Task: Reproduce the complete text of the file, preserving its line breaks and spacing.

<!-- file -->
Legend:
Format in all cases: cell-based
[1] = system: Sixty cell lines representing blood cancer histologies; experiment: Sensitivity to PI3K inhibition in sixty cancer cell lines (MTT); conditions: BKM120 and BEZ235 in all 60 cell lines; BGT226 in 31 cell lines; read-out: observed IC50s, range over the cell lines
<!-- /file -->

Legend:
Format in all cases: cell-based
[1] = system: Sixty cell lines representing blood cancer histologies; experiment: Sensitivity to PI3K inhibition in sixty cancer cell lines (MTT); conditions: BKM120 and BEZ235 in all 60 cell lines; BGT226 in 31 cell lines; read-out: observed IC50s, range over the cell lines